Chen also mentioned that Adkins Matchett & Toy, aka AMT trainingoffers online courses that range in price from $100 to $600, and Wall Street Preparation offers individual lessons starting at $33, with bundle packages from $169 to $424.
In addition to online courses, Chen leveraged online content such as financial/quantity interview guides from Vault.com, which he found helpful. Vault offers a comprehensive list of banking and finance topics in ePub format, including a “Investment Banking Career Guide” and one “Practical guide to financial interviewsfor $29.99.
Read literature on corporate finance
Chen targeted what he identified as “canonical” books on finance – industry standard texts on corporate finance that are widely read and respected – such as those by McKinsey”Valuation: measuring and managing the value of companieswhich, according to its website, “enables everyone, from the budding professional to the seasoned manager, to excel in measuring and maximizing shareholder and business value.”
“McKinsey’s book, in particular, provides the most theoretically sound and rigorous approach to understanding corporate finance and valuation,” Chen said. “Even if you don’t read the book cover to cover, you can get a lot by skimming through and reading certain chapters.”
Additional books Chen has read and recommended include:
Study Corporate Finance Modeling on YouTube
Chen also taught himself to do business financial modeling in Excel outside of his working hours. He recommended searching YouTube for learning content to do just that. Two channels that he particularly likes are corporate finance institute and Breaking into Wall Street.
“In corporate finance, there is [are] now a ground useful step-by-step videos you can find on YouTube to teach specific aspects of corporate finance modeling: balance sheet modeling, cash flow modeling, WACC, valuation/DCF, LBO modeling, etc. “, did he declare.
Take advantage of internal company training
While working at McKinsey and later at Huntsman Gay Global Capital, Chen also participated in several optional in-house corporate trainings, which covered topics such as DCF Valuation Modeling, Balance Sheet and Cash Flow Modeling. treasury, LBO modeling and advanced merger modeling.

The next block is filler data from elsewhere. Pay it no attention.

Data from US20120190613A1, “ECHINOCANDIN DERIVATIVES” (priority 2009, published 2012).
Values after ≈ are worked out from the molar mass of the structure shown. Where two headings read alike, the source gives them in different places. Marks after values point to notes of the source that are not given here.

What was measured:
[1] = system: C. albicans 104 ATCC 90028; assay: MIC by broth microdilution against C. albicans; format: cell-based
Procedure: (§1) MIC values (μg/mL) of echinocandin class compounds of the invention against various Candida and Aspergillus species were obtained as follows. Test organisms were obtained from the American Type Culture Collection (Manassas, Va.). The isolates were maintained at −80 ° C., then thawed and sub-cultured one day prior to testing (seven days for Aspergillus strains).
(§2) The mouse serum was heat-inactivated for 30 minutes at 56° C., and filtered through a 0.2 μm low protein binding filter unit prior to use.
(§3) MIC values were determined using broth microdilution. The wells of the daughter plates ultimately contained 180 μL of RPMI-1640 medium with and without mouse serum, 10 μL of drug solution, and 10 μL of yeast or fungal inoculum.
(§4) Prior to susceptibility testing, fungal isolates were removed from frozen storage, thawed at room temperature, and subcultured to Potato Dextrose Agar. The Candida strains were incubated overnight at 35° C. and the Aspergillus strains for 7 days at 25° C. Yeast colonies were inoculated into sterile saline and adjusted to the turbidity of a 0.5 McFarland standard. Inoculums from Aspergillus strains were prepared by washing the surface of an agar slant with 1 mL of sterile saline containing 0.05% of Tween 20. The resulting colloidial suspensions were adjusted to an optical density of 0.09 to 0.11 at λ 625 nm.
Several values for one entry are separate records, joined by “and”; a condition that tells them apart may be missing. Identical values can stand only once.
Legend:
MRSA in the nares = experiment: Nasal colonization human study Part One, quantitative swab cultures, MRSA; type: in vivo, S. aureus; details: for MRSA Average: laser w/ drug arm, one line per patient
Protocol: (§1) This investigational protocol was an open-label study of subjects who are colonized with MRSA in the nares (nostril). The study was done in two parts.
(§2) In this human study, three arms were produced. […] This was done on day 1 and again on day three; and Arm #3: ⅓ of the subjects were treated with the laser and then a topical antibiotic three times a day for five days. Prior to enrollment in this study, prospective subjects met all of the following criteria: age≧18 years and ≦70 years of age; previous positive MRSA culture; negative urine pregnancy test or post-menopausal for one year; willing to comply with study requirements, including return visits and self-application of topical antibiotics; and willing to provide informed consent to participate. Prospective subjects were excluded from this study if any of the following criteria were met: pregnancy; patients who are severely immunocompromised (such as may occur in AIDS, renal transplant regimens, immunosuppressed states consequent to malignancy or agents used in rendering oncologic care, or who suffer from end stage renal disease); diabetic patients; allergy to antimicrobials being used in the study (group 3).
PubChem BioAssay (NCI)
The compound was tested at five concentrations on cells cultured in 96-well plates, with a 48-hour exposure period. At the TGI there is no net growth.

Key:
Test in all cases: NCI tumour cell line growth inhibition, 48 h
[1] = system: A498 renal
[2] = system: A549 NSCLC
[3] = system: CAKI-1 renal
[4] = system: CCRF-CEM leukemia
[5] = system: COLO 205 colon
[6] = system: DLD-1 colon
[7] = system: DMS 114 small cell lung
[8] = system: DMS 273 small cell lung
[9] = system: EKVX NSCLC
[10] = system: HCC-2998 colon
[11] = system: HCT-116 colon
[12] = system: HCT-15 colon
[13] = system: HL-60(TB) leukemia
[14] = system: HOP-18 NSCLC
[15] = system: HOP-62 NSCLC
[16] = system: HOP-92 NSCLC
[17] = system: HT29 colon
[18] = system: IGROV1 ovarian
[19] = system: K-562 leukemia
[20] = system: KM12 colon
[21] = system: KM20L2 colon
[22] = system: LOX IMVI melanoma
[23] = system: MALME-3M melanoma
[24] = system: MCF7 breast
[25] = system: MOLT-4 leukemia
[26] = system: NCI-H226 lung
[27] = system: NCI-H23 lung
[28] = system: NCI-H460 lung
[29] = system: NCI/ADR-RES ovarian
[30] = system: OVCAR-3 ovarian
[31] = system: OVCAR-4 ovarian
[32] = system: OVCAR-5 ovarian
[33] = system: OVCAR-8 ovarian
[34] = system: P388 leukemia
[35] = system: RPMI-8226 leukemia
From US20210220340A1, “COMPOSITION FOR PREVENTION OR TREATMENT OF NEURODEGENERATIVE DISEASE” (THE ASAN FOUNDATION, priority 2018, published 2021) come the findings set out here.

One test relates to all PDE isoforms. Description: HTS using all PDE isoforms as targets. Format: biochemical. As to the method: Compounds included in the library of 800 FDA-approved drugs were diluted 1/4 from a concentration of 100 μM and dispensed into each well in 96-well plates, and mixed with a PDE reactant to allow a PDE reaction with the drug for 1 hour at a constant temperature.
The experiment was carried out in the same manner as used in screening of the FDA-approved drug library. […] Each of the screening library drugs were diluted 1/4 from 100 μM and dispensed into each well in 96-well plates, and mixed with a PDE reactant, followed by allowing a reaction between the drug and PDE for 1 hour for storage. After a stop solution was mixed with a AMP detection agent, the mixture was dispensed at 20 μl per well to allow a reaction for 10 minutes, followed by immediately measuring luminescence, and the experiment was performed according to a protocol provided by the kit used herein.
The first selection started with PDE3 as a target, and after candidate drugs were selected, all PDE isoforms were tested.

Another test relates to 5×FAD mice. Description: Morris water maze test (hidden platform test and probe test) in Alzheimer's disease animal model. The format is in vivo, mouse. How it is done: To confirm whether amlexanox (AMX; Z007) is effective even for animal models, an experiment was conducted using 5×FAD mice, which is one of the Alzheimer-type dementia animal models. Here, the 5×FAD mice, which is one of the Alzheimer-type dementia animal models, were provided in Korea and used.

“You had to do these trainings on your own time; sometimes they were full-day trainings, in which case you had to negotiate time off with your teams – usually by agreeing to catch up on work later in the evening,” Chen said. “I introduced the class [to my boss] as an opportunity to hone my skills in a way that would also benefit the team, as I would have more analytical skills and understanding to more effectively model the issues the team faced on a day-to-day basis.”
He added that if your company offers free training, it’s a great opportunity for you to improve your knowledge and skills, as these courses can be expensive to fund yourself. Investopedia, a website dedicated to simplifying complex financial reporting that serves million usersreports that the best financial modeling courses for investment bankers, for example, range from $100 to nearly $2,000.
If you take advantage of your company’s trainings, Chen recommended being flexible in negotiating with your teams for “time off” to take the courses; for example, by offering to make up lost work time on nights and weekends if necessary.
“Defend the benefits training will bring to your employer by emphasizing that it will make you a more effective employee,” Chen said. “If your company does not offer the trainings, you can even ask HR or learning and development to start such trainings, perhaps by interviewing your office colleagues to demonstrate that several people in your office are interested. to take the course, thereby reducing the per capita cost to the employer.
This article originally appeared on Business Insider on December 5, 2019.